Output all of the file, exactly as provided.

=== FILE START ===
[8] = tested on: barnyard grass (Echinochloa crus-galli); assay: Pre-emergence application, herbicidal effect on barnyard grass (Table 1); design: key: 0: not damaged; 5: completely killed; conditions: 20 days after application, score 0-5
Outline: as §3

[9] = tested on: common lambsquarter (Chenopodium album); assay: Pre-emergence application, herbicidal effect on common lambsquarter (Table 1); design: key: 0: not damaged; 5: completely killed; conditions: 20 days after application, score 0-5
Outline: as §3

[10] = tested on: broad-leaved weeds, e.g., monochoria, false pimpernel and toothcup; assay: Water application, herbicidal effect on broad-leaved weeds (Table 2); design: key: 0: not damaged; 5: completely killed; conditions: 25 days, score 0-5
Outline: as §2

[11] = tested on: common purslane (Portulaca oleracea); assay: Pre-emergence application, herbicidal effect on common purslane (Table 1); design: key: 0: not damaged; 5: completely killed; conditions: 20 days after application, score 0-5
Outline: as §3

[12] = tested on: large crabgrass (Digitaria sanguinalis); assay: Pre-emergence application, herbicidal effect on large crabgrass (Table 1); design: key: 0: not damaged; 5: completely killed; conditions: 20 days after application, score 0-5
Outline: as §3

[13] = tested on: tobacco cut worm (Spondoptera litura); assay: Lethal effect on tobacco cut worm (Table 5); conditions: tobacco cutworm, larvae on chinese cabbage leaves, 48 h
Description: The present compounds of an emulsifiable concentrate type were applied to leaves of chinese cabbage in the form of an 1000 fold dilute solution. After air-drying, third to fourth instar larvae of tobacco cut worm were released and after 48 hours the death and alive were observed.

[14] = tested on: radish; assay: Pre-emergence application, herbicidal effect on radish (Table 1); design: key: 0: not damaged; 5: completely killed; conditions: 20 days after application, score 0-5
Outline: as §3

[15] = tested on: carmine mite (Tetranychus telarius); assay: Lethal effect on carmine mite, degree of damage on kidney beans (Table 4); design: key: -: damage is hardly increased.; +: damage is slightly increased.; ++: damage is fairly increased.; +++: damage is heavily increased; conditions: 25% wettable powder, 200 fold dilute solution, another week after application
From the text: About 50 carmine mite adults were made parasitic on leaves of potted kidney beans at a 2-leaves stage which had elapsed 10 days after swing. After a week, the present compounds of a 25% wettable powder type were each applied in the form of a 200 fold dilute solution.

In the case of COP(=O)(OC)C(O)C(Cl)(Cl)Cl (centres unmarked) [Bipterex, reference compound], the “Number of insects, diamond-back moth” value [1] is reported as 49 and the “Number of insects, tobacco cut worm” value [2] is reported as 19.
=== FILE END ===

[8] = tested on: barnyard grass (Echinochloa crus-galli); assay: Pre-emergence application, herbicidal effect on barnyard grass (Table 1); design: key: 0: not damaged; 5: completely killed; conditions: 20 days after application, score 0-5
Outline: as §3

[9] = tested on: common lambsquarter (Chenopodium album); assay: Pre-emergence application, herbicidal effect on common lambsquarter (Table 1); design: key: 0: not damaged; 5: completely killed; conditions: 20 days after application, score 0-5
Outline: as §3

[10] = tested on: broad-leaved weeds, e.g., monochoria, false pimpernel and toothcup; assay: Water application, herbicidal effect on broad-leaved weeds (Table 2); design: key: 0: not damaged; 5: completely killed; conditions: 25 days, score 0-5
Outline: as §2

[11] = tested on: common purslane (Portulaca oleracea); assay: Pre-emergence application, herbicidal effect on common purslane (Table 1); design: key: 0: not damaged; 5: completely killed; conditions: 20 days after application, score 0-5
Outline: as §3

[12] = tested on: large crabgrass (Digitaria sanguinalis); assay: Pre-emergence application, herbicidal effect on large crabgrass (Table 1); design: key: 0: not damaged; 5: completely killed; conditions: 20 days after application, score 0-5
Outline: as §3

[13] = tested on: tobacco cut worm (Spondoptera litura); assay: Lethal effect on tobacco cut worm (Table 5); conditions: tobacco cutworm, larvae on chinese cabbage leaves, 48 h
Description: The present compounds of an emulsifiable concentrate type were applied to leaves of chinese cabbage in the form of an 1000 fold dilute solution. After air-drying, third to fourth instar larvae of tobacco cut worm were released and after 48 hours the death and alive were observed.

[14] = tested on: radish; assay: Pre-emergence application, herbicidal effect on radish (Table 1); design: key: 0: not damaged; 5: completely killed; conditions: 20 days after application, score 0-5
Outline: as §3

[15] = tested on: carmine mite (Tetranychus telarius); assay: Lethal effect on carmine mite, degree of damage on kidney beans (Table 4); design: key: -: damage is hardly increased.; +: damage is slightly increased.; ++: damage is fairly increased.; +++: damage is heavily increased; conditions: 25% wettable powder, 200 fold dilute solution, another week after application
From the text: About 50 carmine mite adults were made parasitic on leaves of potted kidney beans at a 2-leaves stage which had elapsed 10 days after swing. After a week, the present compounds of a 25% wettable powder type were each applied in the form of a 200 fold dilute solution.

In the case of COP(=O)(OC)C(O)C(Cl)(Cl)Cl (centres unmarked) [Bipterex, reference compound], the “Number of insects, diamond-back moth” value [1] is reported as 49 and the “Number of insects, tobacco cut worm” value [2] is reported as 19.